I commend the hon. Gentleman for his work on this subject. In fact, I am pleased that he is carrying out a review and reporting to both me and my right hon. Friend the Secretary of State for Health on these very issues. The hon. Gentleman has always shown a willingness to expand the terms of reference of that review and is clearly trying to do so again today. I am sure that we will be accommodating.

Tomorrow I will speak about youth justice issues at the Youth Justice Board’s annual conference. In particular, I will talk about what more we need to do to improve the standard of education and training for young people in custody. I am happy to say to the hon. Gentleman that I will refer to the particular needs of those young people.

Does the Secretary of State accept that no fair-minded person can possibly disagree with the objectives and vision that he is outlining? However, will he accept from someone who has represented an area for 25 years that over that time we have had real problems when trying to engage a number of young people—some as young as 12—in secondary education? We need to rethink what we might be able to offer them in a way that might not yet be contained in the Bill.

I agree that we need to think hard. However, I do not think that those young people should settle for second best, or be excluded from opportunities. If I were proposing to implement the new obligation from tomorrow, I would share my right hon. Friend’s concerns. However, we are talking about legislating for a group of young people who are nine and 10-year-olds today and will be 16 and 17 when the Bill comes into effect. We should be working between now and then to ensure that we offer a better set of options for those young people so that they are not permanently excluded from education, employment or training. That is our ambition and we have six years to deliver it. If we work together, we can ensure that we end the problem.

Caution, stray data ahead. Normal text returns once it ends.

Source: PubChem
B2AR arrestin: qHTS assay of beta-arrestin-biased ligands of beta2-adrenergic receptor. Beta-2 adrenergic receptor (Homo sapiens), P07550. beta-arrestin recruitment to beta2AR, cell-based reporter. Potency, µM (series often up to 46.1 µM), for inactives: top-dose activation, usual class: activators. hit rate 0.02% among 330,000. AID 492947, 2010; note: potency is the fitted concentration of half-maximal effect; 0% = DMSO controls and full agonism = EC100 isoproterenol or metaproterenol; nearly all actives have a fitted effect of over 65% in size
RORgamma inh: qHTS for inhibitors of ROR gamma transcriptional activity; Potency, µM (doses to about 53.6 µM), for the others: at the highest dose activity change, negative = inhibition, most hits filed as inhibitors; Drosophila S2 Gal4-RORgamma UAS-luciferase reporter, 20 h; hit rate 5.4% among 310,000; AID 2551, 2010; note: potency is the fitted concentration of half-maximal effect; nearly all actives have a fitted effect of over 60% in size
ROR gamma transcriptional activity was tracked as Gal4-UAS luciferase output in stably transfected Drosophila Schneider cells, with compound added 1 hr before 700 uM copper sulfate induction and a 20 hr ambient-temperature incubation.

Of course, in the mid-1980s, the level of young people not in education, employment or training was much higher—youth unemployment was at a record high. It has come down since then, but not by enough. Some 25,000 young people in our society are long-term NEET. We should reduce that number to zero over the next six years, and I hope that the Bill will provide us, as a society, with the compulsion to achieve that. I only wish that I had the support of Opposition Members.

The Bill is warmly welcomed on the Tees. We have serious problems attracting sufficient skilled individuals to the chemical process industry. There is a problem that many youngsters see the chemical process and engineering industries as dirty and unglamorous, so we really have a job to do—the employers are prepared to do that with the Government. Will my right hon. Friend engage with employers to ensure that young people are shown the seriously exciting opportunities that both those industries offer them?

My hon. Friend is absolutely right. We have six years between now and 2013 to make the progress required so that the legislation works. That involves raising our sights and building a culture of enterprise and learning for all, not just some. It means putting in place plans for the curriculum and new qualifications that will not only engage all 16 to 18-year-olds in learning, but get them ready for work. That could be achieved through our apprenticeship programme, but it will also be delivered through our new diplomas, which, I am pleased to say, are winning support from leading universities and employers alike. The diplomas will offer a combination of academic and practical skills that will be fit for purpose for young people, whether they want to go into work at 16 with training or an apprenticeship, go into work at 18, or go to university. With my hon. Friend’s support and that of local employers, I hope that we will be able to achieve that between now and 2013 so that we have a programme that will be really exciting for all young people when the obligation comes in.